Violations: ICCPR art 9(1), ICCPR art 9(4)
[Mr Griffiths is entitled to] an effective remedy, including adequate compensation, including compensation of [his] legal costs. [Australia ought to] review its legislation and practice, in particular the Extradition Act No. 4 of 1988, as it has been applied in the present case, with a view to ensuring that the rights under articles 9 and 2 of the Covenant can be fully enjoyed in [Australia].
Hew Griffiths, a British citizen, migrated to Australia with his family at the age of 7, where he became a permanent resident.
As an adult, Mr Griffiths joined an internet group making proprietary software and computer games available for download, without financial gain. Members in 20 countries were investigated for software piracy in the US where the copyright was held. In December 2001, the Australian Federal Police seized Mr Griffiths’ computer.
Unemployed and living with his father, Mr Griffiths had never been the US, had never left Australia since first arriving and did not hold a passport. The US and Australia were at the time negotiating a free-trade agreement including intellectual property.
In March 2003, Mr Griffiths was indicted in the US for copyright infringement and conspiracy to infringe copyright. The US requested his extradition from Australia.
In August 2003, Mr Griffiths, aged 40, was arrested and held on remand for nearly 8 weeks until he was released on bail.
In March 2004, Mr Griffiths succeeded in challenging the extradition, with a New South Wales court finding that what was deemed criminal in the US was not a crime in Australia. The court also found it was unusual to attempt to extradite a person to a country where he has never been and for an offence such as copyright infringement.
The US successfully appealed the decision in the Federal Court of Australia and in July 2004 Mr Griffiths was re-arrested and, denied bail, held indefinitely pending extradition.
Mr Griffiths lost an appeal to the full bench of the Federal Court. An application for leave to appeal to the High Court of Australia was also denied.
Australia’s Justice Minister had the power to refuse the extradition, but declined to do so.
In February 2007, Mr Griffiths was extradited to the United States and held on remand. He pleaded guilty to the conspiracy charge – under pressure, he says – while the copyright infringement charge was dismissed. Found guilty, in June 2007 he was sentenced to 51 months in prison. Taking account of the 3 years Mr Griffiths had already served in prison in Australia and the US, the court ordered that he serve a further 15 months in the US.
Mr Griffiths was released early, in January 2008, then spent 5 weeks in immigration detention in the US as an illegal alien, before he was returned to Australia on 2 March 2008, on condition he never return to the US.
In February 2010, Mr Griffiths petitioned the UN Human Rights Committee alleging human rights violations by Australia. He maintains that, had he been charged, tried and convicted in Australia, he would probably not have been sentenced to prison at all. He claimed that, given he represented a low flight risk, had no criminal record and had complied with bail conditions when first released, the time he was subsequently imprisoned awaiting extradition was excessively and disproportionately long. Australia’s Extradition Act specifies no maximum length of time people can be held prior to extradition, with no protection from indefinite and arbitrary detention.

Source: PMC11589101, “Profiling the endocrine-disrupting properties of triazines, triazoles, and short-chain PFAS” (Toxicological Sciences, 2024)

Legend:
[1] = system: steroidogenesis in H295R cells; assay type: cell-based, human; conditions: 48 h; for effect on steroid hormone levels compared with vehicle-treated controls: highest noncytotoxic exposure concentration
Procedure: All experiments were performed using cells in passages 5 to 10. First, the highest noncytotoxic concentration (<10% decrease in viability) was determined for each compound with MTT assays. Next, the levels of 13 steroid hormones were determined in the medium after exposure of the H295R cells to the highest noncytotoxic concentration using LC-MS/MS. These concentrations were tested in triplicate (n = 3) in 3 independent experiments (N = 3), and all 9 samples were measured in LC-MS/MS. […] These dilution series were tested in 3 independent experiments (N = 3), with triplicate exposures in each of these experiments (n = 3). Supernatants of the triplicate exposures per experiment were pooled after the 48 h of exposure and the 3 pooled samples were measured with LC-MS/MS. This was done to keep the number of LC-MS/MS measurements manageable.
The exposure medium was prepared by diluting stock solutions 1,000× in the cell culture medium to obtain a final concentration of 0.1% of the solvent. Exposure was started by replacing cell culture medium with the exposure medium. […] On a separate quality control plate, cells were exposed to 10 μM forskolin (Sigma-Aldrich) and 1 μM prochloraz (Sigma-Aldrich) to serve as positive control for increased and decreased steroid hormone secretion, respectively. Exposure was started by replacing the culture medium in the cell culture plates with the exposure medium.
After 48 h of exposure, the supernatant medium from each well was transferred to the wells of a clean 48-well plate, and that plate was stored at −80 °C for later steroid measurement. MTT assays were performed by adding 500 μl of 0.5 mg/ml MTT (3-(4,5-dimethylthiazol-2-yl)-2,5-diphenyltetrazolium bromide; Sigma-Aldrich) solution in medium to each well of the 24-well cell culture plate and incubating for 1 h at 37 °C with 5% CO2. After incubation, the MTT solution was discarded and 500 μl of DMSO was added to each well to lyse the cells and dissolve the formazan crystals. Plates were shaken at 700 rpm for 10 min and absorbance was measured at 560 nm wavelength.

Clinically depressed at the time of his arrest, Mr Griffiths says his detention adversely affected his health and his ability to contest extradition. He told the ABC, “the remand facilities in NSW are absolutely horrendous. The degree of violence is astounding. The general public would be horrified if they knew the extent to which people are put at risk.”
Mr Griffiths sought compensation, amendments to the Extradition Act and full incorporation of the ICCPR into Australian law, including the right to an effective remedy.
Some of his claims were declared inadmissible by the Human Rights Committee. As to his claim regarding arbitrary detention, the Committee found that Australia breached ICCPR art 9(1) by imposing detention that was disproportionately long and unjustified. Australia failed to justify Mr Griffiths’ detention in the ‘particular circumstances’, and failed to demonstrate there were not ‘less invasive ways’ of making him available for possible extradition, such as imposing reporting obligations or sureties.
Further, Mr Griffiths was denied habeas corpus, the opportunity to challenge his detention, breaching art 9(4).
The HRC found Mr Griffiths is entitled to “an effective remedy, including adequate compensation, including compensation of [his] legal costs.” Australia ought to “review its legislation and practice, in particular the Extradition Act No. 4 of 1988, as it has been applied in the present case, with a view to ensuring that the rights under articles 9 and 2 of the Covenant can be fully enjoyed in [Australia].”
Read the full decision: Griffiths v Australia (October 2014)